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Give Microsoft Your Finger...Print RRS feed

  • Question

  • Fingerprints are some of the (few) features which are unique to each individual on this planet, and have been used for decades in order to identify people, although generally in less-than-ordinary conditions, as for example in the cases when they had perpetrated some type of crime. That's the reason why all the people taken into custody by the police have their fingerprints taken, as there's actually a whole science dedicated to the study and development of new means of identification of these seemingly random and barely unnoticeable lines on our fingers, a science that - in time - has helped quite a lot in solving lots of crime cases and more. However, over time, the unique character of fingerprints gave some people the idea of using them as means of identification and access, and that's how the concept of fingerprint reader emerged (as well as the concept of biometric ID cards, but that's a completely different story and not the subject of this article). It's now quite a well known fact that these devices have been around for some time now, although they've been generally used for military purposes, and only (relatively) recently became available (and affordable) for the consumer market. Fingerprint (also known as biometric) readers have become very popular on the consumer electronics' market during the past few years, and there are lots of devices of this type out there, either standalone or built-into other products. And today I'll show you one of the most famous fingerprint readers, namely the one developed by Microsoft.

    But before talking about the product developed by the hardware engineers from Redmond, let's first see how such a device works, in....

    A short wiki look at the fingerprint reader concept

    According to Wikipedia (not the most trustworthy of sources, but - in this case - the entry on this product is quite OK), a “fingerprint sensor is an electronic device used to capture a digital image of the fingerprint pattern. The captured image is called a live scan. This live scan is digitally processed to create a biometric template (a collection of extracted features) which is stored and used for matching.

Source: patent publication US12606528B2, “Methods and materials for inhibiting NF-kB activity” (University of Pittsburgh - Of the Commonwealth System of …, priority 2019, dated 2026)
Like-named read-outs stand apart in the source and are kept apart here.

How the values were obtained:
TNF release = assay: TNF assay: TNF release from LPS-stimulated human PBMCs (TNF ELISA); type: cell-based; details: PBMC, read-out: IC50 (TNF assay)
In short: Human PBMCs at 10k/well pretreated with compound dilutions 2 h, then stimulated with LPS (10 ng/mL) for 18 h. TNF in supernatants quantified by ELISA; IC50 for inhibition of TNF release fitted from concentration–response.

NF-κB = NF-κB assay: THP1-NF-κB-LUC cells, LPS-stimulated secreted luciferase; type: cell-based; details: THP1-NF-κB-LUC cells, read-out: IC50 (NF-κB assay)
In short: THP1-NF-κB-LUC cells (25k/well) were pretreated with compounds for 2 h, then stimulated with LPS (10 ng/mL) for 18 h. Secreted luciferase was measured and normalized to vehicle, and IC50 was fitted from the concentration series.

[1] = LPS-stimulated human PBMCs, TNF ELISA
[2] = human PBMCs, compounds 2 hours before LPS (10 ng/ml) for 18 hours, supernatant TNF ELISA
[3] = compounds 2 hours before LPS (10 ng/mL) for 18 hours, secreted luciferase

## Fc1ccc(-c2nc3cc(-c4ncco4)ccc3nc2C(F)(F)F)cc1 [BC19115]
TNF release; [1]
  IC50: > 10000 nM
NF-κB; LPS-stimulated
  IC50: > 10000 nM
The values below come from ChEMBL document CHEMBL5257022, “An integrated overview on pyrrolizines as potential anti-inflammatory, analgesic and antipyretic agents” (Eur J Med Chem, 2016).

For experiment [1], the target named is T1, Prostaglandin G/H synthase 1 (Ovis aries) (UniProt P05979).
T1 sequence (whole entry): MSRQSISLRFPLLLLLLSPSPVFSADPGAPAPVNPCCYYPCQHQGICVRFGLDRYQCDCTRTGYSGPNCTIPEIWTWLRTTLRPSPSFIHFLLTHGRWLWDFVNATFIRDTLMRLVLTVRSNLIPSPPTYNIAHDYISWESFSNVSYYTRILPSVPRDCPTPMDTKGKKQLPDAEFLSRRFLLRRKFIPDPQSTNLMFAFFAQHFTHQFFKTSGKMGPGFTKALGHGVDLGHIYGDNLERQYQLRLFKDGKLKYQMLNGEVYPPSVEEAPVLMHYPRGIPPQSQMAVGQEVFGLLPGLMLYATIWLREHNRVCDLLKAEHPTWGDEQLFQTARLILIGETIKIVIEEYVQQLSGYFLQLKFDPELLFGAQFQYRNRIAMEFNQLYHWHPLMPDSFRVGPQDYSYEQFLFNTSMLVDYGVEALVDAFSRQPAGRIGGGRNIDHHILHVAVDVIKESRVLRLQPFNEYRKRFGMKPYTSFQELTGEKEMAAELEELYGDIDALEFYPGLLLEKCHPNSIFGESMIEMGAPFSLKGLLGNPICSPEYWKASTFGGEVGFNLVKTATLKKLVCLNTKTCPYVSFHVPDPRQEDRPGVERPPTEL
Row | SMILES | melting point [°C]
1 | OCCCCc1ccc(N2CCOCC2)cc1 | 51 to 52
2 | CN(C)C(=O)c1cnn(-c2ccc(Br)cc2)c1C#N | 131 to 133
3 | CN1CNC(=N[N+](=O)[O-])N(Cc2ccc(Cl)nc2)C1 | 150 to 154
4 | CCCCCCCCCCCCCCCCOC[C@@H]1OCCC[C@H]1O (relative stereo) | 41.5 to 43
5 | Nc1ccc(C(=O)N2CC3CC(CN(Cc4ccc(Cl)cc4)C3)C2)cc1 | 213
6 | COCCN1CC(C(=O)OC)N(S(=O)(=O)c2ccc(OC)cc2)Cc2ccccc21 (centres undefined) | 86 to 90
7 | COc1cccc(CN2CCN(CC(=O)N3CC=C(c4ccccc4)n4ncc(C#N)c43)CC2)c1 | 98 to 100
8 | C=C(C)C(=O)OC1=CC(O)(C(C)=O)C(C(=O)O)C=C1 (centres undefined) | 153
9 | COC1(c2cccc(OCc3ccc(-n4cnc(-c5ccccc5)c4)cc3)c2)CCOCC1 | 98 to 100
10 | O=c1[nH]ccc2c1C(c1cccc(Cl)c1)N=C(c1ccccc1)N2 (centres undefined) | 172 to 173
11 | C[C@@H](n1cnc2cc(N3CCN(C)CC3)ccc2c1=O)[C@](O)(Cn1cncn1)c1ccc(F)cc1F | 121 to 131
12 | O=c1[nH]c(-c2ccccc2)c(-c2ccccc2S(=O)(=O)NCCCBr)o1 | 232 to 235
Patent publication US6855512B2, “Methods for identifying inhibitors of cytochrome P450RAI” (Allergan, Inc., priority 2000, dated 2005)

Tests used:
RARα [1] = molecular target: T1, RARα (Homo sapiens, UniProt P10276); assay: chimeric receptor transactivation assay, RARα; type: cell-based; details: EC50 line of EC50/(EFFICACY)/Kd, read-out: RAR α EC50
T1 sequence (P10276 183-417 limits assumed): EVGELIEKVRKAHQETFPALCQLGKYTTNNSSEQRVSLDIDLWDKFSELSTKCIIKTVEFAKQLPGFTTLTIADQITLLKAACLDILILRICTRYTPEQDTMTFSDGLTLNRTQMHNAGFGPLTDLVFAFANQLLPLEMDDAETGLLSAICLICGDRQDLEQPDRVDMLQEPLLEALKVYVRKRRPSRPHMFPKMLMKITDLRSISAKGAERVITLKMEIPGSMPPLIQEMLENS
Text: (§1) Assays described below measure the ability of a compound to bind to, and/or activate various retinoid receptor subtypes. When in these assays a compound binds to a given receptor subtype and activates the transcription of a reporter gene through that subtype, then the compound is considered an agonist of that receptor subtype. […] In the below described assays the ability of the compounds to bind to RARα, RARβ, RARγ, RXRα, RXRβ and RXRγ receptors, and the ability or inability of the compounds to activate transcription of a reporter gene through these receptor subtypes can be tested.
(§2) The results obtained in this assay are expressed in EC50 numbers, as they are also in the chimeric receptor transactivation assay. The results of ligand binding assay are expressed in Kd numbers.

Optical fingerprint imaging involves capturing a digital image of the print using visible light. This type of sensor is, in essence, a specialized digital camera. The top layer of the sensor, where the finger is placed, is known as the touch surface. Beneath this layer is a light-emitting phosphor layer which illuminates the surface of the finger. The light reflected from the finger passes through the phosphor layer to an array of solid state pixels (a charge coupled device) which captures a visual image of the fingerprint.

    A scratched or dirty touch surface can cause a bad image of the fingerprint. The disadvantage of this type of sensor is the fact that the imaging capabilities are affected by the quality of skin on the finger. For instance, a dirty or marked finger is difficult to image properly. Also, it is possible for an individual to erode the outer layer of skin on the fingertips to the point where the fingerprint is no longer visible.”

    My conclusion? It's nothing more than a dedicated scanner, with dedicated software that helps in the immediate identification of the special characteristics of our fingerprints. But that's just me. In any case, after this little venture into the way this device works, let's study the....

    Design savvy, Microsoft style: The Fingerprint reader look and design features

    Microsoft might be good at a lot of things, but aesthetics isn’t one of them, that's for sure. The device has a very boring look, but hey, it's 2 years old, so guess I shouldn't complain. It's made from plastic, with a metallic gray finishing and a black backside. The scanner sensor has red LEDs (which kind of reminded me of the light saber of a sinister character from Star Wars whose image is often associated to the company from Redmond), while the plastic glass on which the user has to place his/her index finger is quite tough, yet very difficult to clean.

    The general feeling I got when looking at this device - at least from the aesthetic point of view - was of utter dullness (well, except for the pretty red lights, that is). It's not ugly, but it's not attractive either. It's something that you wouldn't even notice on a desk if it weren't for the light. Or perhaps that's what the guys from Microsoft had in mind when they've designed it?
    Wednesday, March 14, 2007 12:54 PM

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